WASHINGTON—American and British forces launched air and missile assaults against Afghanistan on Sunday, the first in a series of long-anticipated strikes against the terrorists believed to be responsible for last month's attacks on the World Trade Center and the Pentagon.
President Bush announced the air and naval offensive in a midday televised address to the nation, saying the ruling Taliban government in Afghanistan "will pay a price" for providing sanctuary to Osama bin Laden and the leaders of his Al Qaeda terrorist network.
White House. "We will not waver, we will not tire. We will not falter and we will not fail."
In a speech to his nation, British Prime Minister Tony Blair said of the Taliban: "They were given the choice of siding with justice or siding with terror and they chose to side with terror."
Cruise missiles, launched from British and U.S. vessels, and missiles and bombs from long-range bombers and carrier-based fighters, struck the Afghan capital, Kabul, as well as the cities of Kandahar and Jalalabad. More strikes followed into the night. Kabul was plunged into darkness while residents in Kandahar, the Taliban's spiritual stronghold, were reported to be in a panic.
The Pentagon said the assault began at 8:57 p.m. in Afghanistan. At least seven areas were targeted, officials said. At the same time, the anti-Taliban Northern Alliance attacked the Taliban militia north of Kabul.
As the attacks began, the State Department warned of possible retaliatory action against U.S. citizens and interests throughout the world. In the wake of planned violent protests in Indonesia and Pakistan, U.S. diplomatic installations braced for potential assaults in those countries and elsewhere.
At home, authorities tightened security at airports, seaports, utilities and government facilities across the country. In Washington, Vice President Dick Cheney moved to an undisclosed location as a precaution, the White House said.
"American people need to be alert," said Bush press secretary Ari Fleischer. "Threats do remain, and government and law-enforcement agencies are taking all necessary precautions, but threats do remain. This is war."
The strikes came 26 days after the suicide hijacking attacks against the World Trade Center and the Pentagon and two weeks after Bush issued an ultimatum to the Taliban to hand over bin Laden or share his fate.
Emphasizing the expected long-term nature of the military offensive known as Operation Enduring Freedom, Defense Secretary Donald Rumsfeld said there were no immediate indications of the attacks' success or of casualties.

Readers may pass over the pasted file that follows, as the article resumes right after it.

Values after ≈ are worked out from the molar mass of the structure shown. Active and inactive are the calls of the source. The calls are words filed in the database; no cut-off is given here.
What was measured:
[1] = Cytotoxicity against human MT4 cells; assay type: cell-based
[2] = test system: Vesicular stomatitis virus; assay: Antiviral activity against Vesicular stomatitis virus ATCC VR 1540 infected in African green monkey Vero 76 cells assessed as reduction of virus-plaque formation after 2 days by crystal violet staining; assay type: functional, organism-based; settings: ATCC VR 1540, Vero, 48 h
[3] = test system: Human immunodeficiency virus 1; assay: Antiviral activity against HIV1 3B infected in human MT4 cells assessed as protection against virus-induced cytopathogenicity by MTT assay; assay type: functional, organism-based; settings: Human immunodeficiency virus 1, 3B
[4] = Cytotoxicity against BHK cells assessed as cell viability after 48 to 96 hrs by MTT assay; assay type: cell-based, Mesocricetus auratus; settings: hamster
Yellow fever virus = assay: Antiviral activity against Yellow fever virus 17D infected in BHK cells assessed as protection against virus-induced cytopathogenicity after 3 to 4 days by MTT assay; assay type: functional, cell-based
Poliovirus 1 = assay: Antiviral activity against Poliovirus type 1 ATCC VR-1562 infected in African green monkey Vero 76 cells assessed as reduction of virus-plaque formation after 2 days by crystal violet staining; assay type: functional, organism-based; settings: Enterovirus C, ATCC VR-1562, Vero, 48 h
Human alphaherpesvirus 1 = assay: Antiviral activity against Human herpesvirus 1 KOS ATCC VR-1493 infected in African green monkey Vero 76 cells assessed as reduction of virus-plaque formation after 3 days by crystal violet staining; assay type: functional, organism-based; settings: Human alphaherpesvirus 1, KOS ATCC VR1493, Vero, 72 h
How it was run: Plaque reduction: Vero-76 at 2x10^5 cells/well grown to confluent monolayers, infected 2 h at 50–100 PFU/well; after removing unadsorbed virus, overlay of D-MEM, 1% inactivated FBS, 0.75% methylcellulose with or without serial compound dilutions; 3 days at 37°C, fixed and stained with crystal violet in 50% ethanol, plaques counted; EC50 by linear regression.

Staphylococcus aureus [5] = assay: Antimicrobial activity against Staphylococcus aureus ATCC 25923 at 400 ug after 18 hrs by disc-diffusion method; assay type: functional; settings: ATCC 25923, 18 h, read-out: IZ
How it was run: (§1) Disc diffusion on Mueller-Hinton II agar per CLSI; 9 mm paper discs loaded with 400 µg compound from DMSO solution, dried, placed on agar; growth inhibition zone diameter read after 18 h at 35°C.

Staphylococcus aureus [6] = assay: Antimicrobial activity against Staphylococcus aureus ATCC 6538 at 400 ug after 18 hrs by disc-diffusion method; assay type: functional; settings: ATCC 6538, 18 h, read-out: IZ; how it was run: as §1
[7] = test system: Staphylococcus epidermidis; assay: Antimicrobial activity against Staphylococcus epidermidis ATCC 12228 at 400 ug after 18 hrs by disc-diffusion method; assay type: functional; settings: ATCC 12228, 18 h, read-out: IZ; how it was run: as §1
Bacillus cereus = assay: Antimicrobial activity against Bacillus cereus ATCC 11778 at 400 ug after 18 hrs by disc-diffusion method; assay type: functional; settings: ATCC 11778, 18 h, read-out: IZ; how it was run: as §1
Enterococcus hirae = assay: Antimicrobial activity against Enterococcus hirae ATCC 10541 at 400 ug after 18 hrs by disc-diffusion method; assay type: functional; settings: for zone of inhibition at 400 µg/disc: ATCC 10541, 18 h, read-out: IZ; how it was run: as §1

"It is not yet over," Rumsfeld said, adding that the U.S.- and British-led campaign would be "sustained" and "continuous ... until we are convinced that those terrorist networks are destroyed."
The Taliban ambassador to Pakistan said bin Laden and Mullah Mohammed Omar, the Taliban's supreme leader, survived the first wave of attacks. "By the grace of God, Mullah Omar and bin Laden are alive," Ambassador Abdul Salam Zaeef said in Islamabad, Pakistan.
Rumsfeld said bin Laden was not specifically targeted in Sunday's attacks, but broader terrorist networks were, as well as anti-aircraft sites, military headquarters, airfields and Taliban tanks.
The aim, officials said, was to wipe out Taliban anti-aircraft weapons and aircraft and set up the conditions needed for a longer campaign to unearth the terrorists. That action is expected to include covert or special forces operations.
Food packets also dropped
As U.S. and British forces bombed Afghan targets, two C-17 cargo planes dropped 37,500 food packets to starving Afghans to underscore a message that the strikes are meant to harm terrorists, not ordinary civilians. The military also dropped leaflets and made radio broadcasts into Afghanistan to explain the U.S. action.
The only surprise from the coordinated assaults was the timing. In the nearly four weeks since the terrorist attacks killed more than 5,000 people, the White House repeatedly demanded that the Taliban turn over bin Laden and dismantle the terrorist bases.
Bush and other administration officials consistently rejected attempts by the Taliban to negotiate a resolution and, in recent days, signaled military action was imminent. The strikes came four days after Blair released a dossier outlining the evidence tying bin Laden and Al Qaeda to the terrorist attacks in the United States.